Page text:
ACS presents to many different clinical specialties, including neurology and stroke, cardiology, and vascular surgery. It is important each institution has a preagreed policy. After reviewing the data in conjunction with our vascular surgeons, we concluded that operating on all ACSs was not worthwhile. However, subgroup analysis from the randomized trials has suggested there is a greater benefit in men aged ≤74 years.3 Therefore, in men <75 years, we discuss the potential benefits and risks of operation, emphasizing that this is only 1 part of a treatment package that includes intensive treatment of cardiovascular risk factors and lifestyle modification. In our experience, approximately a half of such patients opt to proceed with CEA. In older men and women with ACS, we would suggest medical treatment alone.
The reason treatment benefits are so small in ACS is because we are operating on a group of patients whose risk of stroke, if left untreated, is low. An attractive concept is to identify a subgroup who are at higher risk, who may particularly benefit from the intervention, and conversely spare those at lower stroke risk from the risks of CEA. A number of markers of increased risk have been suggested, including the presence of CT infarction, degree of stenosis, plaque morphology on ultrasound or MRI, impaired cerebral hemodynamics, and asymptomatic embolization detected by transcranial Doppler ultrasound. Prospective studies have suggested plaque morphology and the presence of emboli are most promising.5,6 The recent Asymptomatic Carotid Emboli Study (ACES) found asymptomatic embolization, detected on either of 2 1-hour baseline recordings, was a highly significant predictor of risk over the subsequent 2 years.5 A meta-analysis of ACES with previous studies confirmed this finding.5 Transcranial Doppler ultrasound is a simple, noninvasive technique. However, there is a need for reliable automated systems, which can be easily used in clinical practice, for identification of the embolic signals; such systems have been developed for the larger emboli seen in symptomatic disease, but further work is required to confirm they can reliably identify the less intense signals seen in patients with ACS. Until these are available, it is likely to remain primarily a research technique.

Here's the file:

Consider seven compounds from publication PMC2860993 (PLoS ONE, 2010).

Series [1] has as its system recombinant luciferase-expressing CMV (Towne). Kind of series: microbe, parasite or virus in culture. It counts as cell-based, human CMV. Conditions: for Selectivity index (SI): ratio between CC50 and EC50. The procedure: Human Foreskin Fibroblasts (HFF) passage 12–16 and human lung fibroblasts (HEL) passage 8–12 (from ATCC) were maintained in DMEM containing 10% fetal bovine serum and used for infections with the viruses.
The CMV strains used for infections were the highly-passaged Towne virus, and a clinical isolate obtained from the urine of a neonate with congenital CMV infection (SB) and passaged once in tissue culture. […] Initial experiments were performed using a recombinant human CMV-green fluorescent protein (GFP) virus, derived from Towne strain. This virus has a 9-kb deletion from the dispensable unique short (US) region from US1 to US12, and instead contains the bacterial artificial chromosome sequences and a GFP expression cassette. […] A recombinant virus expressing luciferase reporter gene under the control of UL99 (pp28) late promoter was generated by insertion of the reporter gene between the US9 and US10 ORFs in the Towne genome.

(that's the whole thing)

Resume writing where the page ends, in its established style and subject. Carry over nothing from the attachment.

So what would I do in this 61-year-old man? I would explain to him the small potential benefits from CEA, counsel him about the risks, and, if he chooses to go ahead with the operation, refer him to our vascular surgeons. At the same time, I would emphasize to him the importance of lifestyle advice and treatment of cardiovascular risk factors and explain that the carotid stenosis is a reflection of a widespread disease process, which could result in stroke elsewhere in the brain and myocardial infarction.
The opinions expressed in this article are not necessarily those of the editors or of the American Heart Association. This article is Part 1 in a 3-part series. Parts 2 and 3 appear on pages 1154 and 1156, respectively.
- Received December 30, 2010.
- Revision received January 21, 2011.
- Accepted February 10, 2011.
- © 2011 American Heart Association, Inc.
- Rothwell PM,
- Goldstein LB
- Abbott AL
- Nicolaides AN,
- Kakkos SK,
- Kyriacou E,
- Griffin M,
- Sabetai M,
- Thomas DJ,
- Tegos T,
- Geroulakos G,
- Labropoulos N,
- Doré CJ,
- Morris TP,
- Naylor R,
- Abbott AL